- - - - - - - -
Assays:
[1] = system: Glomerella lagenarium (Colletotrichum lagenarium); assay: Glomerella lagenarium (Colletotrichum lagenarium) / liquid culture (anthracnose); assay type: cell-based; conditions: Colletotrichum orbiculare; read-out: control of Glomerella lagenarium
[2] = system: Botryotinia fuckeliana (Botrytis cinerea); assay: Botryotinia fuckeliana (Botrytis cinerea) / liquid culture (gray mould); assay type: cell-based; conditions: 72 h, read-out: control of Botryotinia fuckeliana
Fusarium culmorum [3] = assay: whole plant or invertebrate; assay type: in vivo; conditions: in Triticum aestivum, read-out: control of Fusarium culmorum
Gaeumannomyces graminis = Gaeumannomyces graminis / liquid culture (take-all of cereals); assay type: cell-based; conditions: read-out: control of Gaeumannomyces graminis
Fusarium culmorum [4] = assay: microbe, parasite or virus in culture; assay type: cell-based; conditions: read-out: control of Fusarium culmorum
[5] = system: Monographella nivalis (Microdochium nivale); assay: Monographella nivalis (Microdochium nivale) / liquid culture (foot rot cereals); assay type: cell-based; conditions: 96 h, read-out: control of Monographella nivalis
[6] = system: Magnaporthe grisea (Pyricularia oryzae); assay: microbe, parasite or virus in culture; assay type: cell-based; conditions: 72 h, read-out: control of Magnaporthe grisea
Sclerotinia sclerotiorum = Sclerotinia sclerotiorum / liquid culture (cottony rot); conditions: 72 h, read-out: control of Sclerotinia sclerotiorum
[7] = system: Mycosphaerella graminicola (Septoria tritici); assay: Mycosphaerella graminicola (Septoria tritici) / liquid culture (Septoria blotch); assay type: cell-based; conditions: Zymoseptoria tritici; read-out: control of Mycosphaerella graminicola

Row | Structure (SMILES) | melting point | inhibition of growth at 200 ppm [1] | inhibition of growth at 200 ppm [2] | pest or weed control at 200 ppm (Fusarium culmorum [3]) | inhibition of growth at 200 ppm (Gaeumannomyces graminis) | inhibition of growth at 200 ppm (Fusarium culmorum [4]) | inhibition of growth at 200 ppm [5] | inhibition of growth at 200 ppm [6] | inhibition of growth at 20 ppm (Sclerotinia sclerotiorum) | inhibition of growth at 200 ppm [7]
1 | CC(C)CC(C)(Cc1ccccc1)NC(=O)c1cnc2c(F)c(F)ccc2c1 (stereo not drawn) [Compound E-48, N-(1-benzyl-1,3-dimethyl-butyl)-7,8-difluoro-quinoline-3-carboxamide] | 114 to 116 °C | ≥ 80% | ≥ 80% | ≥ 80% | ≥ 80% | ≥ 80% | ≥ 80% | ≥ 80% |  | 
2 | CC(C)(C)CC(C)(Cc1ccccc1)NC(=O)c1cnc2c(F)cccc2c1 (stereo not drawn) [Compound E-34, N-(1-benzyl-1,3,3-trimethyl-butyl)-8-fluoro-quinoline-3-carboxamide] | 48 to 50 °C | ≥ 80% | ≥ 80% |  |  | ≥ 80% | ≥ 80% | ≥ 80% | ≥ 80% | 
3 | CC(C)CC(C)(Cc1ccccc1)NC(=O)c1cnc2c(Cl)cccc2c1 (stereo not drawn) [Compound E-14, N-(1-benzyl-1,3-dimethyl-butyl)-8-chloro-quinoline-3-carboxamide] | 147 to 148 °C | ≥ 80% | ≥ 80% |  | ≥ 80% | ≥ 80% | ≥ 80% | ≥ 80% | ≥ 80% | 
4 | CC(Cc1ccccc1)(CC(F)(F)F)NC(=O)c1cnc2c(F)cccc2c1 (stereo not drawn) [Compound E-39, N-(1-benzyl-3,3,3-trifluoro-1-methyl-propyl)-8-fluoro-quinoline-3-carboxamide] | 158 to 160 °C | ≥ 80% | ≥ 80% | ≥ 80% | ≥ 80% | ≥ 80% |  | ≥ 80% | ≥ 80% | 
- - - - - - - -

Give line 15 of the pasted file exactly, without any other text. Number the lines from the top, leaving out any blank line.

4 | CC(Cc1ccccc1)(CC(F)(F)F)NC(=O)c1cnc2c(F)cccc2c1 (stereo not drawn) [Compound E-39, N-(1-benzyl-3,3,3-trifluoro-1-methyl-propyl)-8-fluoro-quinoline-3-carboxamide] | 158 to 160 °C | ≥ 80% | ≥ 80% | ≥ 80% | ≥ 80% | ≥ 80% |  | ≥ 80% | ≥ 80% | 